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A-level chemistry queries

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  • hoay's Avatar
    174 posts since Jul '11
    • Simple molecular structures have intermolceualr forces.

      what about Giant covalent sturtucres. Do they have intermolecular forces? they have lots of strong covalent bonds which need very high eenrgy to be broken down.

      Except graphite which has VDW forces, in diamond if there are two units of diamond won't they have VDW forces bewteen them?  

       

  • Moderator
    H2 Chemistry @ BedokFunland JC (near VJC & TJC)
    UltimaOnline's Avatar
    14,517 posts since May '05
    • Originally posted by hoay:

      Simple molecular structures have intermolceualr forces.

      what about Giant covalent sturtucres. Do they have intermolecular forces? they have lots of strong covalent bonds which need very high eenrgy to be broken down.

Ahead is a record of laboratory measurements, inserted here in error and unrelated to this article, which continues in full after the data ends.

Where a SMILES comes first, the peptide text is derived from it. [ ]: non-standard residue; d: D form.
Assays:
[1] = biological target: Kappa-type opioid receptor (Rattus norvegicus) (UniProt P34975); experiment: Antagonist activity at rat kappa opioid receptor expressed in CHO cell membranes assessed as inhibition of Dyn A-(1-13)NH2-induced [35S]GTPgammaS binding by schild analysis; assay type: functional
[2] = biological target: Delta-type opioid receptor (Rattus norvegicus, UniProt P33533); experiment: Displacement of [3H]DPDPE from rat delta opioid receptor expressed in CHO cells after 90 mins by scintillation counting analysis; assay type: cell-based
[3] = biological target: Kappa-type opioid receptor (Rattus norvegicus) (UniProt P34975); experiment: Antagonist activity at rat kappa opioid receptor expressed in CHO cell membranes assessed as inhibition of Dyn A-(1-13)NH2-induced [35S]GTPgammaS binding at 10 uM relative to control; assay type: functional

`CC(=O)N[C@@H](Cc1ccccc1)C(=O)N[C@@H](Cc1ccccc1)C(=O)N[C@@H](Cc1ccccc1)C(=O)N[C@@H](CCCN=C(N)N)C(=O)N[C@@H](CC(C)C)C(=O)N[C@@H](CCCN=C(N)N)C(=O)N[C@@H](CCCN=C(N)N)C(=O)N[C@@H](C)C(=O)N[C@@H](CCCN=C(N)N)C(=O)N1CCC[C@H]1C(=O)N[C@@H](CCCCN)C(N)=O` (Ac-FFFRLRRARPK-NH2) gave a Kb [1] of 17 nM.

Except graphite which has VDW forces, in diamond if there are two units of diamond won't they have VDW forces bewteen them?  

       


      Yes, there are always van der Waals forces between molecules in close proximity, even giant ones. But such forces would exist only if you place 2 diamonds next to each other, touching. And even then, the van der Waals forces would be ridiculously weak (ie. just blowing onto 2 little diamonds can easily separate them), while the tetrahedral covalent lattice within each diamond (ie. that's one giant molecule for you, so gigantic that the diamond molecule is visible to your naked eye (otherwise your girlfriend would certainly dump you) and (if you're really rich) the diamond molecule might even be larger than your belly button) is so ridiculously strong, it's basically the hardest natural material known to man.

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